• Experiment II: Twenty four weeks prior to the average flowering date.

  • Build a model based on these temperatures

  • Performance measure: percentage of time the model arrived at the actual value on test data (using cross validation)


Experiment 1 results
Experiment 1 Results we are today




Wheat vs sorghum
Wheat vs. Sorghum dataset

Correlation Coefficent .33


Relationships between horticultural wheat sorghum flowering dates
Relationships between Horticultural, Wheat & Sorghum Flowering Dates

Confidence = examples covered by the premise / covered by the consequence

Lift =confidence/ the proportion of all examples covered by the consequence


The high plains initiative for integrated phenology where we are today

Index Flowering Dates

type

Brief meaning & calculation

Sign of index value

Other names/

Conditions

Possible impacts on Nebraska

SOI

Standardized pressure difference between Tahiti and Darwin

Positive

La Niña

Drier than normal

Negative

El Niño

Wetter than normal

MEI

Calculated as the first unrotated principal component of six observed fields* (i.e., SLP, U, V, SST, A, and C) combined

Positive

El Niño

Wetter than normal

Negative

La Niña

Drier than normal

NAO

Normalized pressure difference between a station on the Azores and one on Iceland

Positive

Strong mid-latitude westerly flow

Undetermined

Negative

Weak mid-latitude westerly flow

Undetermined

PDO

Leading principal component of North Pacific monthly sea surface temperature variability (poleward of 20N)

Positive

Warm phase

Wetter than normal

Negative

Cold phase

Drier than normal

PNA

PNA = 0.25 * [ Z(20N,160W) - Z(45N,165W) + Z(55N,115W) - Z(30N,85W) ]where Z are standardized 500 hPa geopotential height values

Positive

Positive phase

Undetermined

Negative

Negative phase

Undetermined

Climatic Associations to Precipitation in Nebraska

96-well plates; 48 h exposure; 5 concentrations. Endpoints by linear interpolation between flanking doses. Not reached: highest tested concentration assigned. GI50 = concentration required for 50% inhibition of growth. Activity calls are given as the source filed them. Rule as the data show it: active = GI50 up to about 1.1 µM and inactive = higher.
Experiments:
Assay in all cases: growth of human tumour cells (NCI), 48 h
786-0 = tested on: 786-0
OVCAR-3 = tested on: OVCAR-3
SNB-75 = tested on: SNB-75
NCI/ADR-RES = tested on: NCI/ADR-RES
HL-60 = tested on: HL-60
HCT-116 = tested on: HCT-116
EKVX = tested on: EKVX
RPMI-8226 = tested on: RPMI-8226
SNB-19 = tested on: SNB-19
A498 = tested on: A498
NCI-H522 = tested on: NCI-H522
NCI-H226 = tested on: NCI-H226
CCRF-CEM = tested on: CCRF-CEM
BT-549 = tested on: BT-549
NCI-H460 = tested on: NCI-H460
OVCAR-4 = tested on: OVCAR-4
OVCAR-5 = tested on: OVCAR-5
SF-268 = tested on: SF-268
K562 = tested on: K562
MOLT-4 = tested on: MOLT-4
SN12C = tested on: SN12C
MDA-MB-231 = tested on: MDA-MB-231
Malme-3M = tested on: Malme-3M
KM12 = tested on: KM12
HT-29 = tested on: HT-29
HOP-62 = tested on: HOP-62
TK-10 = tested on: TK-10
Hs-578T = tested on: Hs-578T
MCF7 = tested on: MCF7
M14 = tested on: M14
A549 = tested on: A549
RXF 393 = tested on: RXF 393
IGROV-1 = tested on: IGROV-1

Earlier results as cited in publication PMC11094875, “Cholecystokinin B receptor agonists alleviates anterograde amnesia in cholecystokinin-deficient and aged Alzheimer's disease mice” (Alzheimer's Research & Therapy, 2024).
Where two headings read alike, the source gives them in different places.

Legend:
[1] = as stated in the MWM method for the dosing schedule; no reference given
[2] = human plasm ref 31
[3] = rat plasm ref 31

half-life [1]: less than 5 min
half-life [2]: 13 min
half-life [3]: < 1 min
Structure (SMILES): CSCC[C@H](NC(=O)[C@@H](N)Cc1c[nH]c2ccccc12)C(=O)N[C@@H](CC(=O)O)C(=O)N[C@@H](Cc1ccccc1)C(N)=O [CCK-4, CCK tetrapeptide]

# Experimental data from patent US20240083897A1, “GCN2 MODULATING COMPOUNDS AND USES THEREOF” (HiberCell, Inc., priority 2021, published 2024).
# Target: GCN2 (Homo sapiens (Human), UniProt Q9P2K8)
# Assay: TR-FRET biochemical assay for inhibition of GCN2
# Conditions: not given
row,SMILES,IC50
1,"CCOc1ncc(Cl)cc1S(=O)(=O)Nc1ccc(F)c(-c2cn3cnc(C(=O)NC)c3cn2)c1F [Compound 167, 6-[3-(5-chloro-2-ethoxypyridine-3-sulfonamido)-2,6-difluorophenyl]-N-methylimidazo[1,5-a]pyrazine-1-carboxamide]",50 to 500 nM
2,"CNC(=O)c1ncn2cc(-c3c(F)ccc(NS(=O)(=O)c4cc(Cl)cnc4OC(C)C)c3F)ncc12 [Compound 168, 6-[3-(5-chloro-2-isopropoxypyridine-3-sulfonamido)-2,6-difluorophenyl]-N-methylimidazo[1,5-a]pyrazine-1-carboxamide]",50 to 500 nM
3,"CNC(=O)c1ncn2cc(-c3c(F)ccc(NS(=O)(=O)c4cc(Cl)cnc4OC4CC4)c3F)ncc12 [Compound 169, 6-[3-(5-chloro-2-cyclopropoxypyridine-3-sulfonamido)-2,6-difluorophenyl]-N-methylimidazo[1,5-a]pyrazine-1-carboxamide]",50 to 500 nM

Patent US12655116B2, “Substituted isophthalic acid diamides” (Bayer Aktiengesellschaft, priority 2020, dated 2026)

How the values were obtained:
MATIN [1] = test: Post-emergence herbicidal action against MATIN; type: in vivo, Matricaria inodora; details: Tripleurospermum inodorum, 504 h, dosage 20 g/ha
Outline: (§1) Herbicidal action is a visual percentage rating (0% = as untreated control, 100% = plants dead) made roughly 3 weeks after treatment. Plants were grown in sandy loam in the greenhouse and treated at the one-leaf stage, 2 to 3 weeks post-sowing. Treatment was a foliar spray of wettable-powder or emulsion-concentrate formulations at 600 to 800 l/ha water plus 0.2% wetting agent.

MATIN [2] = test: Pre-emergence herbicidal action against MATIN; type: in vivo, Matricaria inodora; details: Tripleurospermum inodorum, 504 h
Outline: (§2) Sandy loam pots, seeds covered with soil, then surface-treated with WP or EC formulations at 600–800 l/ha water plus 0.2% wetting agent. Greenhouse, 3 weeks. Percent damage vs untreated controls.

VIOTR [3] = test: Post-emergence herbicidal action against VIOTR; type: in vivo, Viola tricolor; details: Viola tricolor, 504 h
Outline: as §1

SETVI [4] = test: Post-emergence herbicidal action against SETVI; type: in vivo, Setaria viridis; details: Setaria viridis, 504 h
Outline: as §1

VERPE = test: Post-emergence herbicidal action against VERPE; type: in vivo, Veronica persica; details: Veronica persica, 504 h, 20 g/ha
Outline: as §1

T. Tadesse, 2002


Sample relationships

Global Flowering DatesOcean Conditions

Local Drought Conditions

Sample Relationships

ed = extremely dry; sd = severely dry; md = moderately dry

Tadesse & Harms


Predicting phenological development in winter wheat
Predicting Phenological Development in Winter Wheat Flowering Dates

  • Xue, Wiess, Baenziger, 2004

  • Streck, Weiss, Xue, Baenziger, 2003

  • Calculate daily development rate based on

    • Temperature

    • Vernalization response function

    • Photoperiod

  • Used to predict flowering dates with good accuracy (RMSE 5-6 days)



An interesting problem
An interesting problem Flowering Dates

  • Are there statistical or computer science analysis tools that can tie temporal data to singular events?

  • In other words, how do we tie climate data to phenological data?


Wheat flowering date trends1

Kharkov Flowering Dates

Scout

Wheat Flowering Date Trends


Wheat flowering dates temperature

Kharkov Flowering Dates

Scout

Wheat Flowering Dates & Temperature


Summary of 2004 2005 activities
Summary of 2004/2005 Activities Flowering Dates

  • Gathered information & communicated with each other

  • Gathered data – limited and with holes

  • Studied the data

    • Several data sets indicate trends toward earlier maturation in plants – why?

    • Worth further exploring – global warming?


Where do we go from here
Where do we go from here? Flowering Dates

  • What other data do we want to tie together?

  • Repository for data (Tied to the National Phenology Network)

  • Decision Support System

    • Such as the National Agricultural Decision Support System (NADSS) for USDA Risk Management Association

    • Built-in analysis tools

    • Data access tools that can be used by researchers, policy makers, educators